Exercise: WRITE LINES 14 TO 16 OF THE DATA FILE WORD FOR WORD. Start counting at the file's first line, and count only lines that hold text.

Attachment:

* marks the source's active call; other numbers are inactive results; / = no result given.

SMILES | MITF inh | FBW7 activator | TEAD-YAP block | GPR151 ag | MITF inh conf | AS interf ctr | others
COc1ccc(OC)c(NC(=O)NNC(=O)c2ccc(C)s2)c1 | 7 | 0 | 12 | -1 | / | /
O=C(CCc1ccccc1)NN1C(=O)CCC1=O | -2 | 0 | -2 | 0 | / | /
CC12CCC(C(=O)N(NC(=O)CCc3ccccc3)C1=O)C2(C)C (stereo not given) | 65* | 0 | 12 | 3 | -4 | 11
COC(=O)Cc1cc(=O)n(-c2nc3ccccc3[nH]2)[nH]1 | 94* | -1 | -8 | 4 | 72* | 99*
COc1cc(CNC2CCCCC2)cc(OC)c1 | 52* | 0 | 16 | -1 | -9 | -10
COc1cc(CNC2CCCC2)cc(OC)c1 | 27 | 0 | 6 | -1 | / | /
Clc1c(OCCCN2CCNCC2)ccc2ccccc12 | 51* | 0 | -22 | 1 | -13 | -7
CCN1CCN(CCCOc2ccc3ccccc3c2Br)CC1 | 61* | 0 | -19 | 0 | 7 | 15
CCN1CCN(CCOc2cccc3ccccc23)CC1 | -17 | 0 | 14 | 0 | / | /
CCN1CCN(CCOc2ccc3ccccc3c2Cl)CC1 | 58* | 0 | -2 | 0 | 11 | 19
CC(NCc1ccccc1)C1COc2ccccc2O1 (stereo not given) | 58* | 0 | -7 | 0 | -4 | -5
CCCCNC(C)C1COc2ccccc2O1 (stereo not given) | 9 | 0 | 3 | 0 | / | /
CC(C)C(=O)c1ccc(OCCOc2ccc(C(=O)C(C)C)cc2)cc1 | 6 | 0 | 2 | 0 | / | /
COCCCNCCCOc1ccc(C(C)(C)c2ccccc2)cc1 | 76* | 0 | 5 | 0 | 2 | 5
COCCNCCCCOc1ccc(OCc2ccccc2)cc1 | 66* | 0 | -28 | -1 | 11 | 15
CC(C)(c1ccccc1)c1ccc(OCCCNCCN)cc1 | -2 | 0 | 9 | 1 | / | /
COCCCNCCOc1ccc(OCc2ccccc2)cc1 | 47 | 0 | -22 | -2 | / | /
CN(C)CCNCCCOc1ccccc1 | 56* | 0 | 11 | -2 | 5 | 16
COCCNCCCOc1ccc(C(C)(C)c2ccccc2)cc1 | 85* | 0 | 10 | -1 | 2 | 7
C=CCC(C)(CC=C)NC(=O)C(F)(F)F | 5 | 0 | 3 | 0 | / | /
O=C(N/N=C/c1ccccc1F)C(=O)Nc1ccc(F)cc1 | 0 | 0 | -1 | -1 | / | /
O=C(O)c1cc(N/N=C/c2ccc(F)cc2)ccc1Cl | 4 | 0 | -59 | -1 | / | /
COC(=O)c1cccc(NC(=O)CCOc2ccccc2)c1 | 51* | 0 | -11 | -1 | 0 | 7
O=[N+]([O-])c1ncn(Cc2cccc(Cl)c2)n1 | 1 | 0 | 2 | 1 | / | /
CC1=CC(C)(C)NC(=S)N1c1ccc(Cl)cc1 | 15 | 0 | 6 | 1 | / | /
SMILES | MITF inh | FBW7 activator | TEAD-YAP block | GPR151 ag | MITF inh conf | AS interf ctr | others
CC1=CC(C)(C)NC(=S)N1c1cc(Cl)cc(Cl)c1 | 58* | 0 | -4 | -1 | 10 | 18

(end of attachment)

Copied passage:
CCCCNC(C)C1COc2ccccc2O1 (stereo not given) | 9 | 0 | 3 | 0 | / | /
CC(C)C(=O)c1ccc(OCCOc2ccc(C(=O)C(C)C)cc2)cc1 | 6 | 0 | 2 | 0 | / | /
COCCCNCCCOc1ccc(C(C)(C)c2ccccc2)cc1 | 76* | 0 | 5 | 0 | 2 | 5